Encanto Review

Ada Green and Dionne Peterson

An enchanting tale with hit songs and striking visuals, Disney’s Encanto took audiences by storm on November 24 with a unique and vivid Colombian story. Encanto follows the Madrigals, a family given unique magical gifts after a devastating tragedy—other than fifteen-year-old Mirabel. The movie follows Mirabel, born with no apparent gift, and tries her hardest to fit in with her family’s extraordinary powers under her Abuela’s reproachful eyes. When Mirabel finds herself amidst the mystery of her family’s magic, she must go on a mission to find the truth and to “save the miracle.”

Encanto ultimately incorporated the essence of Colombian culture into this movie. The vast production team—including three directors and six writers—went on a research trip to Colombia to get a feel for the setting. “We knew that if we were going to tell a story that was inspired by Colombia, we wanted it to feel true,” said writer Charise Castro Smith. The movie also stars twelve Colombian actors as the twelve Madrigal family members.

Encanto’s original story breaks convention on many accounts. One is the character Luisa Madrigal, Mirabel’s older sister. Like Superman, the Hulk, and Hercules, Luisa has the power of super-strength, which is usually never portrayed to a female character. She feels burdened by her family because of her strength and sings “Surface Pressure.”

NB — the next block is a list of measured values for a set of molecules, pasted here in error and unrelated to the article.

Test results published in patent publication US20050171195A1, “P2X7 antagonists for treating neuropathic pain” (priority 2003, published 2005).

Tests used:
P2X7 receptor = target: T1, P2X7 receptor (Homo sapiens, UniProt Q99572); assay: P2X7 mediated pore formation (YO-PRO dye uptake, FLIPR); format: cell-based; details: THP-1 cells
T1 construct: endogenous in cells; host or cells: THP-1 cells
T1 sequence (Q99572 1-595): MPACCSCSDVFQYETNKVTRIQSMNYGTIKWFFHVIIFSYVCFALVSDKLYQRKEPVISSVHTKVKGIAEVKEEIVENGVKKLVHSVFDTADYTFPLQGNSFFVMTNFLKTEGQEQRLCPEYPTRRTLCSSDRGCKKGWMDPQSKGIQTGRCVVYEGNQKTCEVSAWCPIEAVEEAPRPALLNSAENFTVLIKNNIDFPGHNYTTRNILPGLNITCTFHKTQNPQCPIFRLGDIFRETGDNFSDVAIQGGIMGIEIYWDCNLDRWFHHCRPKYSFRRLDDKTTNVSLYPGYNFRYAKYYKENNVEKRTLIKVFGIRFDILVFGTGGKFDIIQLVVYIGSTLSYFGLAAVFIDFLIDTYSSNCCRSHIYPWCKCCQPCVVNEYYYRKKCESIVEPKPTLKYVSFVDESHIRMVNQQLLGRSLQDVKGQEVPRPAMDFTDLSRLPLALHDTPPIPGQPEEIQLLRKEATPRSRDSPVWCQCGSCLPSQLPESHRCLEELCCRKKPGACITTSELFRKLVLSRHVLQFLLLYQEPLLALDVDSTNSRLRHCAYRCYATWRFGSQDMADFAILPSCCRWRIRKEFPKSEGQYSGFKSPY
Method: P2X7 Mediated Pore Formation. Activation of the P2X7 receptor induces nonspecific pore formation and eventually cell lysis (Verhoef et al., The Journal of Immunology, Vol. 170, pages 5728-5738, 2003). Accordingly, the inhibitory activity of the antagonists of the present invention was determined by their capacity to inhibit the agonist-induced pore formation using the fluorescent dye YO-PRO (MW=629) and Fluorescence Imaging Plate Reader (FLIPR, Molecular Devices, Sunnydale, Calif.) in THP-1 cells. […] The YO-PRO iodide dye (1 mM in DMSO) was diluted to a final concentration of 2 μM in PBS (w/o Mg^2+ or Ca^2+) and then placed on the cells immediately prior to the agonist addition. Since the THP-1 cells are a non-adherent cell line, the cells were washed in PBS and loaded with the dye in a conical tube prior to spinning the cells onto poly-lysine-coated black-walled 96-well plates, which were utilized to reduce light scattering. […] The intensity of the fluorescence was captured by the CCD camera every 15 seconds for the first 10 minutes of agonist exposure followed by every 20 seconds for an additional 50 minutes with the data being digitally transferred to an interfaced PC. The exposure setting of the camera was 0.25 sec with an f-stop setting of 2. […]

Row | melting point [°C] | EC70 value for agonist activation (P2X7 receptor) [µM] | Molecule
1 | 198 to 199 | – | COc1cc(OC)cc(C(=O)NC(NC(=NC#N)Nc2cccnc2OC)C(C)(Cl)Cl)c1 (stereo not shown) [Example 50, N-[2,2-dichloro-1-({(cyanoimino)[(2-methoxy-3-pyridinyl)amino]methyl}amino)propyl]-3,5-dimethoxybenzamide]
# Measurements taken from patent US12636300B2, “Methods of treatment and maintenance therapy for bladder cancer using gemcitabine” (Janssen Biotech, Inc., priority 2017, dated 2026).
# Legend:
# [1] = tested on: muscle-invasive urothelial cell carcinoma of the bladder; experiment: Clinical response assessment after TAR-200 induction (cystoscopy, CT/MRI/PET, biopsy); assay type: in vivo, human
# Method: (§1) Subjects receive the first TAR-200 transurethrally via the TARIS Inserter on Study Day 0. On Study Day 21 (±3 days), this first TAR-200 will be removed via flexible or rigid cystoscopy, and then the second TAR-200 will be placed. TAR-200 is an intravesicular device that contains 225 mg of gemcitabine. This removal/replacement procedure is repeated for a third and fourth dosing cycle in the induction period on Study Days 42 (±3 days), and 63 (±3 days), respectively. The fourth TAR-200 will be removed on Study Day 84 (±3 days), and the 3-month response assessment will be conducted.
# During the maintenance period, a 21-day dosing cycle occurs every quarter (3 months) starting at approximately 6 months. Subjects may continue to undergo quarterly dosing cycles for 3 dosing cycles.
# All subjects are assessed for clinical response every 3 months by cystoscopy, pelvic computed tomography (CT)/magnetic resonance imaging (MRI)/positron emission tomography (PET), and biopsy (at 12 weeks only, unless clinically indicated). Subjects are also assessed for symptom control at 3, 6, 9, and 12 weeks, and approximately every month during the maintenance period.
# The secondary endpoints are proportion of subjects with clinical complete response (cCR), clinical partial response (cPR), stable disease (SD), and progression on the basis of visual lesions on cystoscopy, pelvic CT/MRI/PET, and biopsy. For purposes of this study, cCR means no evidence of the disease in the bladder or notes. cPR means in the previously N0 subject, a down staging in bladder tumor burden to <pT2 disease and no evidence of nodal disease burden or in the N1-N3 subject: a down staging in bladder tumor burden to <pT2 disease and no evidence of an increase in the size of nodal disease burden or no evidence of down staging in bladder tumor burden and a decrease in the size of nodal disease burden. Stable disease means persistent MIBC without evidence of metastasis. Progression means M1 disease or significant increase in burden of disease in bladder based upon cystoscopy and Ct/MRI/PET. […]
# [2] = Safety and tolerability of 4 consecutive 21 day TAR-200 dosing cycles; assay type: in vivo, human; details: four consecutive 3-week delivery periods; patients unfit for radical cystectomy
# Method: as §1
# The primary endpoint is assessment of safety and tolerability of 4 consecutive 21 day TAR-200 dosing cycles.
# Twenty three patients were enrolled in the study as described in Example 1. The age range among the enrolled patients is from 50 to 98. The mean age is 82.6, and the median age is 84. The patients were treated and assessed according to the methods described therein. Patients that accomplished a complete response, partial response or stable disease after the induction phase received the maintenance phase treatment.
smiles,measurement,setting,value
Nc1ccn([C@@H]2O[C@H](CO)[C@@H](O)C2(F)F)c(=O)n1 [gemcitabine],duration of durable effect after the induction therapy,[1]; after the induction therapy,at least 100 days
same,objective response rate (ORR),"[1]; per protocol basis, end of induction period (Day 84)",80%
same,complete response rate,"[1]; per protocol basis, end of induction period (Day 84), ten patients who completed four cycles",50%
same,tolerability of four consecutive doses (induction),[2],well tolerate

The songs in this film are in a league of their own. Composed by the legendary Lin-Manuel Miranda—who also wrote the songs for Moana, In the Heights, and Hamilton—Encanto features eight original Colombian-inspired songs.

Along with “Surface Pressure” came the hit song of the movie, “We Don’t Talk About Bruno,” which has over 170 million views on Youtube. It has a unique tango vibe, having a mix of Broadway and Latin American influence. As passionate movie watchers, we thoroughly enjoyed Encanto, although it does differ from previous Disney movies in the storyline, character design, and music. In Encanto, there seems to be no “bad guy” that the main character must defeat for a happily ever after. Instead, this unknown mysterious force is diminishing the Casita and the Madrigals’ powers.

Another significant change is the character design. In many Disney princess movies, we see the classic princess mold that seems to fit each Disney princess in standards such as they must be gorgeous and have a prince to save them. Mirabel, short with glasses, does not seem to fit the criteria on the outside. Instead, Mirabel’s older sister, Isabella, fits into this sculpt, from which she learns to break free.

Disney has branched out with this movie’s theme. There isn’t a villain in the story, as the challenge Mirabel must overcome is the discord within her own family. Everybody can relate to having an “imperfect” family where nobody gets along all the time. Encanto inspires watchers, young and old, to make a difference in their lives by working through family problems and being kind.